The Telegraph
Since 1st March, 1999
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Filmi funda from Infosys chief

Mumbai, April 6: Shahrukh Khan did not turn up, but Infosys chief N.R. Narayana Murthy made up for it with his guest appearance on the last day of Frames, the annual entertainment conference held here by industry body Ficci.

Speaking with his much-discussed modesty, he apologised for his lack of specialised knowledge in this area and questioned his eligibility in addressing the entertainment industry, but topped it up with a 10-point formula for the film fraternity ' still far from being corporatised ' if it were to take the global stage in the footsteps of Indian IT.

The crowd ' of stakeholders from all sectors of the entertainment industry ' loved it, often breaking into spontaneous cheer.

'The first requirement,' said Narayana Murthy, the face of Indian IT abroad, is a truly 'global mindset'. He said the industry should go for production that is cost-effective ' look for places where films can be made cheaper and sold where they pay off most.

By global 'I don't mean the Southhalls of the UK, but the mainstream global market,' he stressed.

The industry should look at 'global themes', one of which was 'adventure', another 'history'. 'In terms of imagination, our youngsters are second to none,' he said and suggested the film industry take up the story of Tenzing Norgay conquering the Everest.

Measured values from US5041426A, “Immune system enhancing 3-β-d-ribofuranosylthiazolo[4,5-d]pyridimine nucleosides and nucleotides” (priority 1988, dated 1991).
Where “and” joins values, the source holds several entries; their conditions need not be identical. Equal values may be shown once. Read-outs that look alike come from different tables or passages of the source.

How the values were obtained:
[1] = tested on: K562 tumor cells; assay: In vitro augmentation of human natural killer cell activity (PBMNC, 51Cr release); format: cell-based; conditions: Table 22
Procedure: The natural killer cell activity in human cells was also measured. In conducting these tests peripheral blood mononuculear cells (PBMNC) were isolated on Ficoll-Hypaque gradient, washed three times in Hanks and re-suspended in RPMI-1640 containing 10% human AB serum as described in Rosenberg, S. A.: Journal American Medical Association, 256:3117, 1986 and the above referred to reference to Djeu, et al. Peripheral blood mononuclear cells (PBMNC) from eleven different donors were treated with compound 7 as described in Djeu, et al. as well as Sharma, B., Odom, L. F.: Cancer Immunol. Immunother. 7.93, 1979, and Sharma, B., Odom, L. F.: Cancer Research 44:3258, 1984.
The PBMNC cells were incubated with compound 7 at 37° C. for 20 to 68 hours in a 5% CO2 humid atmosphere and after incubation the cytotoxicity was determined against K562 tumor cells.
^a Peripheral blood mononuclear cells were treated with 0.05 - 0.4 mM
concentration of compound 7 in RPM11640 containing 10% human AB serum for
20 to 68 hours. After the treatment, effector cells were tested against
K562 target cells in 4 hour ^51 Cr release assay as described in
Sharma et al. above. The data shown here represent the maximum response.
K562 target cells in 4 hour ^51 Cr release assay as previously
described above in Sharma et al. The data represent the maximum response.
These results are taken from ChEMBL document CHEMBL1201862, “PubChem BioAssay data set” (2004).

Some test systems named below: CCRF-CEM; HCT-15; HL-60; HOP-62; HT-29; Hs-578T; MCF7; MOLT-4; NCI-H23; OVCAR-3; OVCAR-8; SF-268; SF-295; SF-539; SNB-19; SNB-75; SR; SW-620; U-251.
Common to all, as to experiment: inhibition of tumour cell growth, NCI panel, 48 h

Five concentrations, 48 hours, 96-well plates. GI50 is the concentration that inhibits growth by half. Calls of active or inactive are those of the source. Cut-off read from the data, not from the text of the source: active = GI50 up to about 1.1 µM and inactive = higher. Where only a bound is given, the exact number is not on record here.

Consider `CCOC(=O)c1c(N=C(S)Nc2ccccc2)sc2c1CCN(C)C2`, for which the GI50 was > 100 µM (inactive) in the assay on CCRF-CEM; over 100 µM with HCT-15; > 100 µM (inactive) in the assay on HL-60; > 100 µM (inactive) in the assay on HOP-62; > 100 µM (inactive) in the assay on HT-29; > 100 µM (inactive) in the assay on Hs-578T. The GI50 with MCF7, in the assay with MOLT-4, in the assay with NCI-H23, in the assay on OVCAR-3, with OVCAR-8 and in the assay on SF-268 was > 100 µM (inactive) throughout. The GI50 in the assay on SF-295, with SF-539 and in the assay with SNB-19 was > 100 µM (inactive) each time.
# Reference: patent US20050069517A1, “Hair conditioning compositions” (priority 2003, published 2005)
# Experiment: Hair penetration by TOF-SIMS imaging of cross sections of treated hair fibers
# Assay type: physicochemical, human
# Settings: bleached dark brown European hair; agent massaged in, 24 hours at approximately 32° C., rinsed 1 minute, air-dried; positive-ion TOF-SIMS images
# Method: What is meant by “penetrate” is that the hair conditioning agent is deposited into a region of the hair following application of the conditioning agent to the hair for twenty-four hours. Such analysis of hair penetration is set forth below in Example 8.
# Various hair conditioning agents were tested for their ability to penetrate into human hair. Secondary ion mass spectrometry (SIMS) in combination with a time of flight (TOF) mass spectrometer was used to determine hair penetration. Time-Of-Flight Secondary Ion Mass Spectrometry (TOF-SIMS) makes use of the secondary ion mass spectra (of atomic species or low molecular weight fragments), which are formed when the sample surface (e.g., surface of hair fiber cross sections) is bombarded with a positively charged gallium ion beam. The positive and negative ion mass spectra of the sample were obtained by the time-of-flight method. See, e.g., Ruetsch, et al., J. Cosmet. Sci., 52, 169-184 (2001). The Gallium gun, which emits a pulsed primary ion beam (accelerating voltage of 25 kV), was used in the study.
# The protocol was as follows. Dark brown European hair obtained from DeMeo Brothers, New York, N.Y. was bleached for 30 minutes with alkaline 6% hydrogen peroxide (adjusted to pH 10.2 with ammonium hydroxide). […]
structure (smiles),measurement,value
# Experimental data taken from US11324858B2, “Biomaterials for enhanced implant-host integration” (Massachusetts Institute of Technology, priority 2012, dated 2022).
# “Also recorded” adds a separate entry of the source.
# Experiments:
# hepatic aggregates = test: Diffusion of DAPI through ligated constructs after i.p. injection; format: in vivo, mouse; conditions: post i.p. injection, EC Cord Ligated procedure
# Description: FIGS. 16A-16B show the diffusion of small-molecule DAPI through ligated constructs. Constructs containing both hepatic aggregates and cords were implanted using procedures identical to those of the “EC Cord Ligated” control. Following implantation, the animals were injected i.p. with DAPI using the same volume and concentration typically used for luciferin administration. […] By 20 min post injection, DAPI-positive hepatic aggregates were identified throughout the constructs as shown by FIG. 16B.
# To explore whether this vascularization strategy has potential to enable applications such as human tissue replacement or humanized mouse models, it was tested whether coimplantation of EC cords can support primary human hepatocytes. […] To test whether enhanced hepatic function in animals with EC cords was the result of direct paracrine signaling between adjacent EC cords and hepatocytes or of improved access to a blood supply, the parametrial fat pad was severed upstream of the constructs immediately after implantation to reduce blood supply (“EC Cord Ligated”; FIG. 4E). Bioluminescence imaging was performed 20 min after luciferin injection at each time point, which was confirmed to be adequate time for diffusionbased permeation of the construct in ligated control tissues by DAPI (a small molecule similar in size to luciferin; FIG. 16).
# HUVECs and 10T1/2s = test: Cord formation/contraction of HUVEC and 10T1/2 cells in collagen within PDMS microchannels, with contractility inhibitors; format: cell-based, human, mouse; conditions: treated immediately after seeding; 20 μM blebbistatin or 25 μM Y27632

If Richard Attenborough could make a landmark film on Gandhi, 'why not a film on John F. Kennedy or Reagan' he demanded.

'It is strange that we need Westerners to make movies on Gandhi or Islam,' he said to thunderous applause.

Narayana Murthy said there social dramas of Mexico and those in this part of the world ' India, Pakistan and Thailand ' share similarities and suggested a collaboration between these countries in this genre.

The Infosys head reminded that Hollywood makes 450 films in a year and rakes in $32 billion, while India produces 800 films, but only manages about $1 billion.

He stressed the need for corporatisation in the film and television industries. 'There is greater need of progress in this area,' he said.

'To scale up, you need high quality human resources,' he added as another priority. He said the industry would have to attract 'the best and the brightest', and empower and retain them.

He said he had asked Attenborough about the success of Gandhi, and he had attributed it to project management, though done by others. A lesson from IT, he said, was that 'quality is most important to compete globally'.

As you corporatise, you need investors, 'not just from India, but from all over the world'. He said Indian companies should not be afraid of even 100 per cent foreign investment. Last, there is lot of 'violence and rape scenes' in Indian films. 'Propagation of such values to youngsters' is not a good thing, he said.

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